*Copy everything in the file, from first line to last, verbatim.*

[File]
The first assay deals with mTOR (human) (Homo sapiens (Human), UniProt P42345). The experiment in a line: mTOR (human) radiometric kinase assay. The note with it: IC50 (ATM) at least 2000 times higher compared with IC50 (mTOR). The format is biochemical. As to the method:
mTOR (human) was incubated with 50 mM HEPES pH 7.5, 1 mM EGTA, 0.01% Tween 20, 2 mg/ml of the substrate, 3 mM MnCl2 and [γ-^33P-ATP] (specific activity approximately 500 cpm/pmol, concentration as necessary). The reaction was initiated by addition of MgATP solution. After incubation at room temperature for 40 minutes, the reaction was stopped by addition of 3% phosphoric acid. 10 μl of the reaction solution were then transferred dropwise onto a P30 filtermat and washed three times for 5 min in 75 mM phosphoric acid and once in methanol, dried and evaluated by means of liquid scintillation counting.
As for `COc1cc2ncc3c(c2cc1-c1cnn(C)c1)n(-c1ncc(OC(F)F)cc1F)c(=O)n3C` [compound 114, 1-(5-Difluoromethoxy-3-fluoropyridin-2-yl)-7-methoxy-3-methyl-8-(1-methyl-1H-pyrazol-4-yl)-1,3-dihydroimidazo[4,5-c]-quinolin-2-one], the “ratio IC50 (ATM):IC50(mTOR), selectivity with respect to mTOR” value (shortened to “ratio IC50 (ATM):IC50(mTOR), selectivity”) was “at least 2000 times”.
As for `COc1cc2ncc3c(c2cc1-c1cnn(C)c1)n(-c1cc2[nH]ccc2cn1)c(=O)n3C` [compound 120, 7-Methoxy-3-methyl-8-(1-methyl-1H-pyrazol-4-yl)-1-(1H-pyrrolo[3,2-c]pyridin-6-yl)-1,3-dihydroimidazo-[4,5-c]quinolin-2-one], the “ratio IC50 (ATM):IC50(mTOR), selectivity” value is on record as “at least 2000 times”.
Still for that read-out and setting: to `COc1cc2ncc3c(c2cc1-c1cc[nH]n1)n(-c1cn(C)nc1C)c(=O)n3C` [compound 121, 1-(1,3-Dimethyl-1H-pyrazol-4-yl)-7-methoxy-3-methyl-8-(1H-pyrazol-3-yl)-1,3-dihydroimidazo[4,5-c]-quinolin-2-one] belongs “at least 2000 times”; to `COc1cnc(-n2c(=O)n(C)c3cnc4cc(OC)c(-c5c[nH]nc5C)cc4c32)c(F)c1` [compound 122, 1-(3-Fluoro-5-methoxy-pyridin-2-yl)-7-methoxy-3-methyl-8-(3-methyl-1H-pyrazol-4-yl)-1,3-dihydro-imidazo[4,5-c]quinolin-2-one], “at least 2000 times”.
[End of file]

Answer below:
The first assay deals with mTOR (human) (Homo sapiens (Human), UniProt P42345). The experiment in a line: mTOR (human) radiometric kinase assay. The note with it: IC50 (ATM) at least 2000 times higher compared with IC50 (mTOR). The format is biochemical. As to the method:
mTOR (human) was incubated with 50 mM HEPES pH 7.5, 1 mM EGTA, 0.01% Tween 20, 2 mg/ml of the substrate, 3 mM MnCl2 and [γ-^33P-ATP] (specific activity approximately 500 cpm/pmol, concentration as necessary). The reaction was initiated by addition of MgATP solution. After incubation at room temperature for 40 minutes, the reaction was stopped by addition of 3% phosphoric acid. 10 μl of the reaction solution were then transferred dropwise onto a P30 filtermat and washed three times for 5 min in 75 mM phosphoric acid and once in methanol, dried and evaluated by means of liquid scintillation counting.
As for `COc1cc2ncc3c(c2cc1-c1cnn(C)c1)n(-c1ncc(OC(F)F)cc1F)c(=O)n3C` [compound 114, 1-(5-Difluoromethoxy-3-fluoropyridin-2-yl)-7-methoxy-3-methyl-8-(1-methyl-1H-pyrazol-4-yl)-1,3-dihydroimidazo[4,5-c]-quinolin-2-one], the “ratio IC50 (ATM):IC50(mTOR), selectivity with respect to mTOR” value (shortened to “ratio IC50 (ATM):IC50(mTOR), selectivity”) was “at least 2000 times”.
As for `COc1cc2ncc3c(c2cc1-c1cnn(C)c1)n(-c1cc2[nH]ccc2cn1)c(=O)n3C` [compound 120, 7-Methoxy-3-methyl-8-(1-methyl-1H-pyrazol-4-yl)-1-(1H-pyrrolo[3,2-c]pyridin-6-yl)-1,3-dihydroimidazo-[4,5-c]quinolin-2-one], the “ratio IC50 (ATM):IC50(mTOR), selectivity” value is on record as “at least 2000 times”.
Still for that read-out and setting: to `COc1cc2ncc3c(c2cc1-c1cc[nH]n1)n(-c1cn(C)nc1C)c(=O)n3C` [compound 121, 1-(1,3-Dimethyl-1H-pyrazol-4-yl)-7-methoxy-3-methyl-8-(1H-pyrazol-3-yl)-1,3-dihydroimidazo[4,5-c]-quinolin-2-one] belongs “at least 2000 times”; to `COc1cnc(-n2c(=O)n(C)c3cnc4cc(OC)c(-c5c[nH]nc5C)cc4c32)c(F)c1` [compound 122, 1-(3-Fluoro-5-methoxy-pyridin-2-yl)-7-methoxy-3-methyl-8-(3-methyl-1H-pyrazol-4-yl)-1,3-dihydro-imidazo[4,5-c]quinolin-2-one], “at least 2000 times”.